In the 2002 Spielberg film “Minority Report,” erstwhile protagonist Tom Cruise wanders through a future filled with eye-scanning technology that helps merchants “know” who he is and alters their advertising messages accordingly. Of course, anyone who has watched this film knows that is exactly what he doesn’t want, since he’s on the run from the police. Tom’s character finds a way around this technology (in a gruesome way that makes me queasy thinking about sandwiches and milk to this day), but the idea of personalizing service and providing positive identification for payments and other transactions is intriguing.
While not currently a capability of today’s retailers, geo-fencing and other mobile technologies offer the next best thing to Spielberg’s vision of the future. Mobile-carrying consumers can shop, pay and be offered intelligent specials using a combination of GPS and other applications. Savvy retailers using these available technologies can offer a much more intimate experience, fending off the massive online retail giants who hope to make in-store experiences simply showrooms for their operations. GfK’s FutureBuy report offers insights into the various segments, and highlights how their preferences dictate different buying and shopping patterns.
Anyone who has attended a fall festival or art fair and has offered to pay a merchant with a credit card has likely seen Square, the new payment system technology that allows merchants to accept credit cards, obtain customer signatures and email receipts, all from a mobile application and a simple piece of hardware inserted into the phone itself. The idea, using a mobile phone’s ability to connect with a merchant network to facilitate payments anywhere, has hugely democratized the card payment landscape. Allowing nearly any retailer to offer access to card payment systems is clearly a win for the retailers, but this also boasts significant benefits for consumers, as well. The FutureBuy report describes the Xtreme Shopper, a segment of tech-savvy, competitive shoppers who love the idea of finding great deals across shopping channels.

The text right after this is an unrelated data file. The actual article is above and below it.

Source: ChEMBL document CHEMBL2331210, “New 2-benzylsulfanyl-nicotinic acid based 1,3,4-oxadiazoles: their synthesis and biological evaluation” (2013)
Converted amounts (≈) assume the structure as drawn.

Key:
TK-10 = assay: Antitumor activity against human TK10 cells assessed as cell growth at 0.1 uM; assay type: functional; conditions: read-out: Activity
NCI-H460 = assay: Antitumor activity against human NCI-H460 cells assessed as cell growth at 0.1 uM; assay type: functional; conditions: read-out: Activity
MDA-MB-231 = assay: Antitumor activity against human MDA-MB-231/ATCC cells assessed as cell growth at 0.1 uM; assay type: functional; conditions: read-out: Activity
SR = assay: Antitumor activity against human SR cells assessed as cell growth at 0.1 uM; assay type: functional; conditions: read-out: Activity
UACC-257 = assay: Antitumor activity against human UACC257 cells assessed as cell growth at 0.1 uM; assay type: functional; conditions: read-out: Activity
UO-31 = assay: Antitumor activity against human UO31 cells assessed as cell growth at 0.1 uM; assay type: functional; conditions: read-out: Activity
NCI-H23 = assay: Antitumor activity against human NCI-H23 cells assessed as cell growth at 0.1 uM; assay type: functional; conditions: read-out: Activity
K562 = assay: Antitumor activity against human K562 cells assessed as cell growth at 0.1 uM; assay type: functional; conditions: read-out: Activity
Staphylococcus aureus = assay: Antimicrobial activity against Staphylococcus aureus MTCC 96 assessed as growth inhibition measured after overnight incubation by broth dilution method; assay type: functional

The latest development in these payment technologies doesn’t even require a hardware interface to operate. Flint, a private equity-backed technology company, has developed an application that uses the mobile phone’s camera to transact card payments. The system is forehead-smackingly simple: The merchant takes the card, turns on the app, and scans the front of the card with the camera. The Flint application lines up the numbers within the app, and with a few button pushes, the transaction is underway. No information is stored on the merchant’s device, so customers won’t have to worry about fraudulent charges later, and the merchant can use a device most people already have: a camera-equipped mobile phone.
Just think how an Xtreme Shopper might react to having true “buy-anywhere” capabilities combined with better privacy and security for their personal financial information. While not a retina scanning device, payment advances like Flint are moving us further into a Spielberg-envisioned future where mobile devices are the only item you need in your wallet.
What other payment advances have you heard about? How do you think consumers will respond to this new hardwareless payment technology?
Eric Levy is a Senior Vice President, Financial Services Consulting for GfK Custom Research. You can contact him at firstname.lastname@example.org.